David Shulman reviewing both Sari Nusseibeh's What Is a Palestinian State Worth and Occupation of the Territories: Israeli Soldier Testimonies 2000–2010 by Breaking the Silence offers readers what might best be described as a 'Hold onto your Hat' experience at New York Review of Books.
Shulman opens with an inviting description of the Palestinian non violent movement by way of a visit to the village of al-Nabi Salih, introducing us to the eloquent Ali Abu Awwad.
The article's political trajectory picks up thru the introduction of Sari Nusseibeh, Palestinian philosopher, author and President of al-Quds University in Jerusalem. A "moral optimist" once so dedicated to forging a two state solution he joined with Ami Ayalon, former Shin Bet director, to forge a way--tho Nusseibeh no longer has certainty two states is worth the effort. Shulman journeys us thru Nusseibeh's illuminating prescience, in viewing history as an evolving “moral trajectory”.
Essentially one comes to believe this might be Shulman's own story. Initially tempered, his even pacing quickly builds as question upon question merge Israel's actions and responses. He'd earlier described the Israeli academic establishment's "stony and impassive silence." A transformation takes place as he lashes away with distress at those convinced of the inevitability of one state, but has no qualms about naming those who he feels are responsible:
I don’t agree [with those who seek one state], but I think we are rapidly approaching such a result, and I think the cause is, on one level, entirely clear. It lies in the steadfast reluctance of the Israeli establishment to make a real peace, under any circumstances. What the present government and the Israeli security services clearly want is to continue the occupation under one form or another, maintaining near-total control over the entire Palestinian population.
He scathes after Breaking the Silence's testimonials with an insistence that persists thru his infuriation:
This particular system could not continue to exist without a profound and willful blindness that we Israelis have cultivated for decades, and whose roots undoubtedly predate the existence of the State of Israel itself. I am speaking of blindness not to the existence of millions of Palestinian people—they are there for all to see—but to the full humanity of these people, their natural equality to us, and the parity (at least that, if one can measure such things) between their collective claim to the land and ours. There is also, again, a studied blindness to the cumulative trauma that we Israelis have inflicted upon the Palestinians in the course of realizing our own national goals (and later, in going far beyond any rational conception of such goals).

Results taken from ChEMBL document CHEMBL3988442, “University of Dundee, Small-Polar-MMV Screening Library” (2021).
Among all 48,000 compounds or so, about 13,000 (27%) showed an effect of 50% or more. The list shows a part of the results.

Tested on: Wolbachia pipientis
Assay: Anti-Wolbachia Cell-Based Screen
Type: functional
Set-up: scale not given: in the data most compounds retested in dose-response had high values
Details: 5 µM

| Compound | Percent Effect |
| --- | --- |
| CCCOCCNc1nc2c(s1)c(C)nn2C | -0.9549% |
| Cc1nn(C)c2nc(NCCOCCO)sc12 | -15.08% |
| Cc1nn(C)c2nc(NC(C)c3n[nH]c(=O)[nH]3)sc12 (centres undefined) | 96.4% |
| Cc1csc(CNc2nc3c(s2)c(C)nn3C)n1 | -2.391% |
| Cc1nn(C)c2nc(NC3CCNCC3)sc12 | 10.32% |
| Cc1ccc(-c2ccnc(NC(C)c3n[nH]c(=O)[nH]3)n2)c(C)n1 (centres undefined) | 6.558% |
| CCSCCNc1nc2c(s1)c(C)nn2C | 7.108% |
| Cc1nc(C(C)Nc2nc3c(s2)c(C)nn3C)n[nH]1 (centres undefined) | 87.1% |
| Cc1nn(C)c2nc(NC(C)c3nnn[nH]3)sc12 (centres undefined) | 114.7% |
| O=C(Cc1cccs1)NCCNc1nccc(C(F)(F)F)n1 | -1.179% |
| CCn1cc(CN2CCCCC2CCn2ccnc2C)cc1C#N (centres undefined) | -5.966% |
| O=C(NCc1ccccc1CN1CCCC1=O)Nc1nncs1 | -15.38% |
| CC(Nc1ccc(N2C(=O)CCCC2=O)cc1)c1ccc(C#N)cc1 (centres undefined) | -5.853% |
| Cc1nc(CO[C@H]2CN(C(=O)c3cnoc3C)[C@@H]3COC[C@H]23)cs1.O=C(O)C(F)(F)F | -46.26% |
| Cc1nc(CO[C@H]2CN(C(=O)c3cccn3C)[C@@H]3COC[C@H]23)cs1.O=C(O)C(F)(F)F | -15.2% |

This is no ordinary blindness; it is a sickness of the soul that takes many forms, from a dull but superficial apathy to the silence and passivity of ordinary, decent people, to the malignant forms of racism and protofascist nationalism that are becoming more and more evident and powerful in today’s Israel, including segments of the present government. I suppose that to acknowledge these facts is too demoralizing, and too laden with potential guilt, for most of us. Often it seems that we will do anything—even risk catastrophic war—to avoid having to look our immediate neighbors in the face, to peel away the mythic mask. Palestinian violence over many years has made it easier for Israelis to make this choice, but it is important to bear in mind that it is, indeed, exactly that, a choice. There is a clear alternative—clearer today than ever before. In the history of this conflict, Israelis have by no means had a monopoly on blindness, but they are the party with by far the largest freedom of action and the greatest potential to bring about serious change.
The article culminates in a promising challenge of will, exactly what Shulman describes as Nusseibeh 's intentions. "He wants [Israelis] to step back from prejudice and an obsession with brute force and to open their eyes. He wants them to find in themselves the generosity of spirit needed in order to take a chance on peace, whether in the form of two states or a single binational entity or, perhaps, some kind of confederation." Ultimately one can't help but notice Shulman is a moral optimist himself. He's both courageous and convincing. To NYRB's Zionist readers, beware, a wave is upon you.